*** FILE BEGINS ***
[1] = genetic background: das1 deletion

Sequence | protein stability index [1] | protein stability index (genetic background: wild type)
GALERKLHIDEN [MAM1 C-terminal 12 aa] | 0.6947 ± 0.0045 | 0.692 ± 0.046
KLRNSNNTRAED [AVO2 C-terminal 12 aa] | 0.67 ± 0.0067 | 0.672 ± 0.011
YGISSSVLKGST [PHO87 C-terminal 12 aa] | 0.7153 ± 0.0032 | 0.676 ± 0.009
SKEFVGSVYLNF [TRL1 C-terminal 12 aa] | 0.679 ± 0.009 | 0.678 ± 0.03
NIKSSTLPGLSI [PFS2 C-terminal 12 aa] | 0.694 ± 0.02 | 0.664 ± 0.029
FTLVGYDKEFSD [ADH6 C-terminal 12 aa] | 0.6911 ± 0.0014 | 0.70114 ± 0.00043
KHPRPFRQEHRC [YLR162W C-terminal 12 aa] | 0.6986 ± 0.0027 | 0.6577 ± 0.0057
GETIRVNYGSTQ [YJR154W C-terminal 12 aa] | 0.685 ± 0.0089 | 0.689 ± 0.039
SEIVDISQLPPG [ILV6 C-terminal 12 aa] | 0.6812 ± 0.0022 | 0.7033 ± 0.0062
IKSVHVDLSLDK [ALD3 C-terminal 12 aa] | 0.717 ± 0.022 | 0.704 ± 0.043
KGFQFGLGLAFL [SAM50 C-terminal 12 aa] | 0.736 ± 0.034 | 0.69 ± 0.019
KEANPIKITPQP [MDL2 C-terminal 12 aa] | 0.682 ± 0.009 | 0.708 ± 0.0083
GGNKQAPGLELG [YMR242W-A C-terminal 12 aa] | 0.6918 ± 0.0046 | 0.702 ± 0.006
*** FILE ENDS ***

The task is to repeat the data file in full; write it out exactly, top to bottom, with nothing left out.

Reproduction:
[1] = genetic background: das1 deletion

Sequence | protein stability index [1] | protein stability index (genetic background: wild type)
GALERKLHIDEN [MAM1 C-terminal 12 aa] | 0.6947 ± 0.0045 | 0.692 ± 0.046
KLRNSNNTRAED [AVO2 C-terminal 12 aa] | 0.67 ± 0.0067 | 0.672 ± 0.011
YGISSSVLKGST [PHO87 C-terminal 12 aa] | 0.7153 ± 0.0032 | 0.676 ± 0.009
SKEFVGSVYLNF [TRL1 C-terminal 12 aa] | 0.679 ± 0.009 | 0.678 ± 0.03
NIKSSTLPGLSI [PFS2 C-terminal 12 aa] | 0.694 ± 0.02 | 0.664 ± 0.029
FTLVGYDKEFSD [ADH6 C-terminal 12 aa] | 0.6911 ± 0.0014 | 0.70114 ± 0.00043
KHPRPFRQEHRC [YLR162W C-terminal 12 aa] | 0.6986 ± 0.0027 | 0.6577 ± 0.0057
GETIRVNYGSTQ [YJR154W C-terminal 12 aa] | 0.685 ± 0.0089 | 0.689 ± 0.039
SEIVDISQLPPG [ILV6 C-terminal 12 aa] | 0.6812 ± 0.0022 | 0.7033 ± 0.0062
IKSVHVDLSLDK [ALD3 C-terminal 12 aa] | 0.717 ± 0.022 | 0.704 ± 0.043
KGFQFGLGLAFL [SAM50 C-terminal 12 aa] | 0.736 ± 0.034 | 0.69 ± 0.019
KEANPIKITPQP [MDL2 C-terminal 12 aa] | 0.682 ± 0.009 | 0.708 ± 0.0083
GGNKQAPGLELG [YMR242W-A C-terminal 12 aa] | 0.6918 ± 0.0046 | 0.702 ± 0.006